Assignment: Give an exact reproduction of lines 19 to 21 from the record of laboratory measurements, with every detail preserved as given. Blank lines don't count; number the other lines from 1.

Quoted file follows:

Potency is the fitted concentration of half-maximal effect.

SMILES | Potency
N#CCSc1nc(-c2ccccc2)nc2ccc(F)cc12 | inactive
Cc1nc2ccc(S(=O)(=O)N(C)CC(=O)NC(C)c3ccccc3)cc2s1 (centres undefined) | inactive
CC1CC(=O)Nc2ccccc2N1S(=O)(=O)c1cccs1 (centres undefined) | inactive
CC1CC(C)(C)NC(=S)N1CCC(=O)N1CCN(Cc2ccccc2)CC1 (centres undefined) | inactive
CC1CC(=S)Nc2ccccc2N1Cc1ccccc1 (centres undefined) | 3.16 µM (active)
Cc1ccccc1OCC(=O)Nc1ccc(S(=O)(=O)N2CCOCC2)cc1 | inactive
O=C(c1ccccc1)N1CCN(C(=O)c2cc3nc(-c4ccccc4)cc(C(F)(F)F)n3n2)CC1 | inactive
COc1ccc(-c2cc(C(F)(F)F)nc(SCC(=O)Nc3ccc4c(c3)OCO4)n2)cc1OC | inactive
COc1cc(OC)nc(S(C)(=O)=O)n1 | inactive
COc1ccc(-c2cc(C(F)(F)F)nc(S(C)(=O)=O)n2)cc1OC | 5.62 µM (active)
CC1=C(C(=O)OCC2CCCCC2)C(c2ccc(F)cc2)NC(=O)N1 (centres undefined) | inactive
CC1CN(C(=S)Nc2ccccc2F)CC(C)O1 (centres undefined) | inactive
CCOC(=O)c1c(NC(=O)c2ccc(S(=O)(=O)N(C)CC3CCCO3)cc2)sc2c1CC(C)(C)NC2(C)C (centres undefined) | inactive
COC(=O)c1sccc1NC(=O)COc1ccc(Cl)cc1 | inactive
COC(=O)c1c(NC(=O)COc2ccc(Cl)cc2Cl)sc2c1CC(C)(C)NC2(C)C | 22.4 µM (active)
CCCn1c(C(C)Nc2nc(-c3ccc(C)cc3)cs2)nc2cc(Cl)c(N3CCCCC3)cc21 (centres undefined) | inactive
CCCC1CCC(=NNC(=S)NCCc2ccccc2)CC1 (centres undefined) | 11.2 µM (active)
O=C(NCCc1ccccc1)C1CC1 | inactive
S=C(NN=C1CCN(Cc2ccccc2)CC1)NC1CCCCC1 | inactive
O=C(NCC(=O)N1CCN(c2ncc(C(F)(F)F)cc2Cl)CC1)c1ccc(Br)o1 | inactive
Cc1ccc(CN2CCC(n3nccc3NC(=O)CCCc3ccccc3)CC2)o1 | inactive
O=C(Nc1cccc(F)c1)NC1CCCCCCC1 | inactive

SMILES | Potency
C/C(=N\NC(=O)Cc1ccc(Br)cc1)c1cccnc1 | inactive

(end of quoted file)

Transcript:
CCCC1CCC(=NNC(=S)NCCc2ccccc2)CC1 (centres undefined) | 11.2 µM (active)
O=C(NCCc1ccccc1)C1CC1 | inactive
S=C(NN=C1CCN(Cc2ccccc2)CC1)NC1CCCCC1 | inactive